Write what you want to read is a fairly common bit of writing advice. On its face, it seems to make sense. Be excited about what you are writing because you are creating the book you've been looking for in the bookstore.
There is some truth to it, but what if no one really wants to read what you want to read?
Don't worry, the Internet has another piece of advice. Study the market for your genre or topic to see what people are buying before you start writing.
And with that, we have two opposing pieces of advice that often pose as rules and are often promoted simultaneously on the same website of some hard working writer trying to build their platform.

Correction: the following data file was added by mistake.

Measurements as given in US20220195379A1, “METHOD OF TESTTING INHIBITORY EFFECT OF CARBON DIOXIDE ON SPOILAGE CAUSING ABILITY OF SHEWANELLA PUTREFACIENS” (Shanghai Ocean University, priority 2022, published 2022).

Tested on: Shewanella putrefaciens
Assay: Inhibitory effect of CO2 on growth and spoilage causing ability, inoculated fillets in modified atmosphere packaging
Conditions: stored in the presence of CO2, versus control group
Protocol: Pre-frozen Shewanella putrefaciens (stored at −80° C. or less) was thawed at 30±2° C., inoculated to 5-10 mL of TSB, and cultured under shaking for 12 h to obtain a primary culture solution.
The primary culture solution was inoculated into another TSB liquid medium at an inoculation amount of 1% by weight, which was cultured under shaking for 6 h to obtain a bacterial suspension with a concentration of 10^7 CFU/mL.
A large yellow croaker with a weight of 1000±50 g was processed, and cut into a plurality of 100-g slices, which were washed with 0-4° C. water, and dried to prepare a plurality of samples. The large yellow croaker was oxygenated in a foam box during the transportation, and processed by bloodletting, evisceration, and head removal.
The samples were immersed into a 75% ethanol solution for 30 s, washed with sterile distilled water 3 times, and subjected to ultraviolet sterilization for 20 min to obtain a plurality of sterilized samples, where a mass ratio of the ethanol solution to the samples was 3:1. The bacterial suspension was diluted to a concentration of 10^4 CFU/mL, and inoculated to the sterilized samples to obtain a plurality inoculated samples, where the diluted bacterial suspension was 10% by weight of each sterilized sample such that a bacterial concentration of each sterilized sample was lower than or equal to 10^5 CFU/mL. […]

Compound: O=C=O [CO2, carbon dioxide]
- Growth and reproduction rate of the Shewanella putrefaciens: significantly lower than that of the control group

What's the truth, or at least the correct path? I don't know. I've written stories that I would want to read and have not found anyone to publish them. And I've written stories that come from my heart and I find people to publish them.
I've studied the market for ghostwriting clients--a good thing to do in that scenario--but not for my own writing. I have to feel something for what I am writing, which is often an emotional connection or an artistic desire. Sometimes, others get it and like it so they publish it, but not always.
So the rule, if you could call it that, is to write what I want to write and always write from the heart or as an artist seeking to broaden my palette.